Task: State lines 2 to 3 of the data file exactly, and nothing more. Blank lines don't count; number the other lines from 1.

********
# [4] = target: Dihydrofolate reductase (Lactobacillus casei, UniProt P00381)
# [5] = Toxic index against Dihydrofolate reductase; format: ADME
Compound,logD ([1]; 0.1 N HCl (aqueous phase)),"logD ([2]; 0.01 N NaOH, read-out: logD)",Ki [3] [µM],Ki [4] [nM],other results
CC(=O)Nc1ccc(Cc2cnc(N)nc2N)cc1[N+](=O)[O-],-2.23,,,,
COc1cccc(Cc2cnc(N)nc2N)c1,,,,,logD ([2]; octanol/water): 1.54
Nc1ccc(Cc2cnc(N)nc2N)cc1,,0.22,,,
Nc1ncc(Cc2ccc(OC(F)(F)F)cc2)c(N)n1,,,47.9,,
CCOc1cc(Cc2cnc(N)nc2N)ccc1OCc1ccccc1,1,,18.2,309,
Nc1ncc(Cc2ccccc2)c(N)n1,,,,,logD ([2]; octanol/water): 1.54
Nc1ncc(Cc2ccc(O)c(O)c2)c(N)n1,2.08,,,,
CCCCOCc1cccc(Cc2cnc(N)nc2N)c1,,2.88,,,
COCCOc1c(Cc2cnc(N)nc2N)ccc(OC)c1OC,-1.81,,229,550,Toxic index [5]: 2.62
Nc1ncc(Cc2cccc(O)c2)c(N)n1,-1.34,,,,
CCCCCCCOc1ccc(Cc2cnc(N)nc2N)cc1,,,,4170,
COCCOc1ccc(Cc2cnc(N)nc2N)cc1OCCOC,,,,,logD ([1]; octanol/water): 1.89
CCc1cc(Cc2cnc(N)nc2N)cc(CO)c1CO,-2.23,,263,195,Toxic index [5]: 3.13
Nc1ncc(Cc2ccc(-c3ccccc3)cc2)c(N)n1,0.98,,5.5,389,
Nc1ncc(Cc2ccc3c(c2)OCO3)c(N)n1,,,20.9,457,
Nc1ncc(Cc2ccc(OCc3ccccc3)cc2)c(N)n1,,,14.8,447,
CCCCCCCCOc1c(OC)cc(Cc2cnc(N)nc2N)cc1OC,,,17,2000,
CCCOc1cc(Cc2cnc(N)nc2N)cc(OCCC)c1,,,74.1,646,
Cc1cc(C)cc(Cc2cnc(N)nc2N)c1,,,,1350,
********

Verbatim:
# [5] = Toxic index against Dihydrofolate reductase; format: ADME
Compound,logD ([1]; 0.1 N HCl (aqueous phase)),"logD ([2]; 0.01 N NaOH, read-out: logD)",Ki [3] [µM],Ki [4] [nM],other results